Health Economics Research Group (HERG), Brunel University, Uxbridge, Middlesex, London UB8 3PH, UK
Join us on March 2nd for an ActiGraph webinar:
Wearable Data Gone Awry: Cautionary Tales from the Clinical Research Trenches.Register Now
Different conceptual constructs for modelling sedentary behaviour and physical activity: the impact on the correlates of behaviour
- Published on Dec. 16, 2014
Background: Research on the correlates of physical activity (PA) and sedentary behaviour (SB) to date has used independent prediction equations for each behaviour, without considering that they are both part of the same continuum of movement. This assumption of independence might lead to inaccurate estimates because common underlying latent variables may simultaneously influence the propensity to engage in PA and SB. This study tests empirically the interdependent nature of PA and SB by comparing independent equations (current approach in the literature), and joint estimators (a novel but unexplored approach). Using Health Survey for England 2008 data, accelerometry-accessed PA and SB were separately modelled (using ordinary least squared regressions – OLS) and then jointly (using seemingly unrelated regressions -SUR). We tested for diagonality, specification, and goodness of fit.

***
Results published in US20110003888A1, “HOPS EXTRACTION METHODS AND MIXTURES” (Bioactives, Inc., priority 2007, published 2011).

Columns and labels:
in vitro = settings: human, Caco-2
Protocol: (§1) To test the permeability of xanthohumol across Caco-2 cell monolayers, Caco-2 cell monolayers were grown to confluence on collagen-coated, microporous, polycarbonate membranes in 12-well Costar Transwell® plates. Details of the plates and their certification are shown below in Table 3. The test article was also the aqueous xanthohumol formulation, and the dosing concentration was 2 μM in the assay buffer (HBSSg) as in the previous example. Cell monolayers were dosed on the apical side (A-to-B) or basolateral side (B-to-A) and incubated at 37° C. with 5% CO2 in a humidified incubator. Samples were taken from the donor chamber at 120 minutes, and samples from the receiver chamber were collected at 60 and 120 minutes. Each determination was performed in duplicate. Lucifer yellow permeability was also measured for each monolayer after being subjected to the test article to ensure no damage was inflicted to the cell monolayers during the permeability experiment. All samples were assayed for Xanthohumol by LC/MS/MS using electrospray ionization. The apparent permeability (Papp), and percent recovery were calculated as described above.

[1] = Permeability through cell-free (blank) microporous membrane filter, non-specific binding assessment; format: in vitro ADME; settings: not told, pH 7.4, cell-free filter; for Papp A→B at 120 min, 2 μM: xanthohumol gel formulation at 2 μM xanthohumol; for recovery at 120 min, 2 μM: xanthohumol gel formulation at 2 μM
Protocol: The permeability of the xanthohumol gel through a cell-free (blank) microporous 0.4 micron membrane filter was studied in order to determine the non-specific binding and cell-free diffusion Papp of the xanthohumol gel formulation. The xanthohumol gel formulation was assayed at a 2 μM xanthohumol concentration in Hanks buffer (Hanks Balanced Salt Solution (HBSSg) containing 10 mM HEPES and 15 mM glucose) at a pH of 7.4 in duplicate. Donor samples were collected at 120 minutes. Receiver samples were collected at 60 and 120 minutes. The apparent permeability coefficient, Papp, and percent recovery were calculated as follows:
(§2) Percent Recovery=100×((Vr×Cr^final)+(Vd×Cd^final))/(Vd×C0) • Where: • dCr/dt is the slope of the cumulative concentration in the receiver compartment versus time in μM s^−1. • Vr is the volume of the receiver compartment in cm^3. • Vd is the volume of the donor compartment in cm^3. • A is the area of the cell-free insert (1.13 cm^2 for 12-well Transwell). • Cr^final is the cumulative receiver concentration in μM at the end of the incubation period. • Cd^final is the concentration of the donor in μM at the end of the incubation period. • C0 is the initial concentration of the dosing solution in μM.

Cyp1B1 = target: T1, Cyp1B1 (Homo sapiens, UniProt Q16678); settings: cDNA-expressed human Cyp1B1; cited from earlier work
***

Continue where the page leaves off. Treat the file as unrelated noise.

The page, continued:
Findings: The best fit models were the ones that allowed for interdependence of the two movement-related behaviours (rho = −0.156; p < 0.001). The SUR showed more favourable properties compared to OLS models; producing lower standard errors and more consistent and efficient coefficients. The efficiency gain was more pronounced in the SB equation (Chi2 = 92.75; p < 0.001).
Conclusion: Evidence from a large national population-wide accelerometry study suggests that accounting for the interdependent nature of PA and SB in prediction equations leads to more efficient modelling estimates. Further research using different samples is, however, required to fully understand the magnitude of efficiency gains accruable from using the joint estimators.
- Nana Kwame Anokye 1
- Emmanuel Stamatakis 2,3,4
Exercise and Sport Sciences, Faculty of Health Sciences, University of Sydney, Sydney, Autralia
Charles Perkins Centre, University of Sydney, Sydney, Australia
Physical Activity Research Group (UCL-PARG), Department of Epidemiology and Public health, University College London London, UK
BMC Research Notes